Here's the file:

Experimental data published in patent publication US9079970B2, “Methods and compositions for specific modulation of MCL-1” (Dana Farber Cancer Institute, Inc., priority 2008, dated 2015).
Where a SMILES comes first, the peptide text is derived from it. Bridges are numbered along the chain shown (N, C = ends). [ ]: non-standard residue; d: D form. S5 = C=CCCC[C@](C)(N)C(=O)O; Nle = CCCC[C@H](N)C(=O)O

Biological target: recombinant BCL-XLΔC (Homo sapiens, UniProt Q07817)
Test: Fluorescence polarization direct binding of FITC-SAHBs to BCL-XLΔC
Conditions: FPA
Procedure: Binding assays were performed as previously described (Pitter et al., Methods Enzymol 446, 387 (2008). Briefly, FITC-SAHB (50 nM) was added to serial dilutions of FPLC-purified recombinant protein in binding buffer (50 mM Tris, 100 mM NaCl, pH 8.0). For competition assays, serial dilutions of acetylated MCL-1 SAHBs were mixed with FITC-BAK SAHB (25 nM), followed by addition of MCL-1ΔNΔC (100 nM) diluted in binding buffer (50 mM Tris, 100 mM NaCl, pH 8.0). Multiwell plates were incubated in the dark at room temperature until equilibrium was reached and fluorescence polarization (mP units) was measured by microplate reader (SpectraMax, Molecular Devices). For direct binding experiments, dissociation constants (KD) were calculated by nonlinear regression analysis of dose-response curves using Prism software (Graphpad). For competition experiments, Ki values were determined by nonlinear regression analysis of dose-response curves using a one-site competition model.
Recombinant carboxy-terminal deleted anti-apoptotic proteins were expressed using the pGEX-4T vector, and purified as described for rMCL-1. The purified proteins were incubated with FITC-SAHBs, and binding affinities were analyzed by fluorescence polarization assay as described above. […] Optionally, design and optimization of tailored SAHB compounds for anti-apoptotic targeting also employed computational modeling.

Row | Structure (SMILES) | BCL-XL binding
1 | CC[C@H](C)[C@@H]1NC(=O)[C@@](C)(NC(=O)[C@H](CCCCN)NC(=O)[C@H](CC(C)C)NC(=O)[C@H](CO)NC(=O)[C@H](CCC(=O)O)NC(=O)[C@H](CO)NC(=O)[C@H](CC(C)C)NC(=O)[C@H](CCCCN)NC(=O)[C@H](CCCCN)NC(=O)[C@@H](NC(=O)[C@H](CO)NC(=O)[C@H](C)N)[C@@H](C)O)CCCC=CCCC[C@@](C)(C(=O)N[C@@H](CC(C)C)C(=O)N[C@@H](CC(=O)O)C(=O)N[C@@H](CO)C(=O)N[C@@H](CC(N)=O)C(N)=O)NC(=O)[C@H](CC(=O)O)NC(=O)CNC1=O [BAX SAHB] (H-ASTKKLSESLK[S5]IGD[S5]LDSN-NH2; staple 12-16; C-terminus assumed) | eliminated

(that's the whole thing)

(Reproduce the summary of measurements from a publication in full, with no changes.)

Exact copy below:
Experimental data published in patent publication US9079970B2, “Methods and compositions for specific modulation of MCL-1” (Dana Farber Cancer Institute, Inc., priority 2008, dated 2015).
Where a SMILES comes first, the peptide text is derived from it. Bridges are numbered along the chain shown (N, C = ends). [ ]: non-standard residue; d: D form. S5 = C=CCCC[C@](C)(N)C(=O)O; Nle = CCCC[C@H](N)C(=O)O

Biological target: recombinant BCL-XLΔC (Homo sapiens, UniProt Q07817)
Test: Fluorescence polarization direct binding of FITC-SAHBs to BCL-XLΔC
Conditions: FPA
Procedure: Binding assays were performed as previously described (Pitter et al., Methods Enzymol 446, 387 (2008). Briefly, FITC-SAHB (50 nM) was added to serial dilutions of FPLC-purified recombinant protein in binding buffer (50 mM Tris, 100 mM NaCl, pH 8.0). For competition assays, serial dilutions of acetylated MCL-1 SAHBs were mixed with FITC-BAK SAHB (25 nM), followed by addition of MCL-1ΔNΔC (100 nM) diluted in binding buffer (50 mM Tris, 100 mM NaCl, pH 8.0). Multiwell plates were incubated in the dark at room temperature until equilibrium was reached and fluorescence polarization (mP units) was measured by microplate reader (SpectraMax, Molecular Devices). For direct binding experiments, dissociation constants (KD) were calculated by nonlinear regression analysis of dose-response curves using Prism software (Graphpad). For competition experiments, Ki values were determined by nonlinear regression analysis of dose-response curves using a one-site competition model.
Recombinant carboxy-terminal deleted anti-apoptotic proteins were expressed using the pGEX-4T vector, and purified as described for rMCL-1. The purified proteins were incubated with FITC-SAHBs, and binding affinities were analyzed by fluorescence polarization assay as described above. […] Optionally, design and optimization of tailored SAHB compounds for anti-apoptotic targeting also employed computational modeling.

Row | Structure (SMILES) | BCL-XL binding
1 | CC[C@H](C)[C@@H]1NC(=O)[C@@](C)(NC(=O)[C@H](CCCCN)NC(=O)[C@H](CC(C)C)NC(=O)[C@H](CO)NC(=O)[C@H](CCC(=O)O)NC(=O)[C@H](CO)NC(=O)[C@H](CC(C)C)NC(=O)[C@H](CCCCN)NC(=O)[C@H](CCCCN)NC(=O)[C@@H](NC(=O)[C@H](CO)NC(=O)[C@H](C)N)[C@@H](C)O)CCCC=CCCC[C@@](C)(C(=O)N[C@@H](CC(C)C)C(=O)N[C@@H](CC(=O)O)C(=O)N[C@@H](CO)C(=O)N[C@@H](CC(N)=O)C(N)=O)NC(=O)[C@H](CC(=O)O)NC(=O)CNC1=O [BAX SAHB] (H-ASTKKLSESLK[S5]IGD[S5]LDSN-NH2; staple 12-16; C-terminus assumed) | eliminated